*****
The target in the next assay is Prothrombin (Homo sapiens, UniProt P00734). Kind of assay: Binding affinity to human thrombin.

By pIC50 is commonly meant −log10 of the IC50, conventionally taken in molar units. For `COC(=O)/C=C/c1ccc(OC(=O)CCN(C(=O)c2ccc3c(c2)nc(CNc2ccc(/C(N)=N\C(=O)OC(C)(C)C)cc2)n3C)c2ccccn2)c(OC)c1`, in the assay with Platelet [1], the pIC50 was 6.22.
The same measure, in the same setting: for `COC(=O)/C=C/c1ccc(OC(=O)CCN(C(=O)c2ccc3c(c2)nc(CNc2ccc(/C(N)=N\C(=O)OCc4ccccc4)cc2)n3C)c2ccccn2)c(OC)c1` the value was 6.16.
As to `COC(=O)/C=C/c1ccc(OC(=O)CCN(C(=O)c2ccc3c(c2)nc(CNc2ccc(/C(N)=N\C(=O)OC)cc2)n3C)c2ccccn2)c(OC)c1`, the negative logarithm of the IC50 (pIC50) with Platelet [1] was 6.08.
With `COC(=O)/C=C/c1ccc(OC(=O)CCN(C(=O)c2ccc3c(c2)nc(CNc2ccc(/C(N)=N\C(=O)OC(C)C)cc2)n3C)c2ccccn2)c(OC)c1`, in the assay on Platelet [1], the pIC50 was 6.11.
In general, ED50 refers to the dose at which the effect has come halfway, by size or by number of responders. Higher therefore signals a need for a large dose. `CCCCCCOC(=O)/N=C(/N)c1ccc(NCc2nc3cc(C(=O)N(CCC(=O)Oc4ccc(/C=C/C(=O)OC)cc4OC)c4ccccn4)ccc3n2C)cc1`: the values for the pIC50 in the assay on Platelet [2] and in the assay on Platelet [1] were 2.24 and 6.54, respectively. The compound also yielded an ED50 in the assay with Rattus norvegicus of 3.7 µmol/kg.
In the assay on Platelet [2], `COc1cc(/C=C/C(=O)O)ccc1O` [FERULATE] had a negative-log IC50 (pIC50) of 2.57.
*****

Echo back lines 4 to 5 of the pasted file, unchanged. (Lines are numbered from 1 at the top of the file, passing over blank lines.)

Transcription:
As to `COC(=O)/C=C/c1ccc(OC(=O)CCN(C(=O)c2ccc3c(c2)nc(CNc2ccc(/C(N)=N\C(=O)OC)cc2)n3C)c2ccccn2)c(OC)c1`, the negative logarithm of the IC50 (pIC50) with Platelet [1] was 6.08.
With `COC(=O)/C=C/c1ccc(OC(=O)CCN(C(=O)c2ccc3c(c2)nc(CNc2ccc(/C(N)=N\C(=O)OC(C)C)cc2)n3C)c2ccccn2)c(OC)c1`, in the assay on Platelet [1], the pIC50 was 6.11.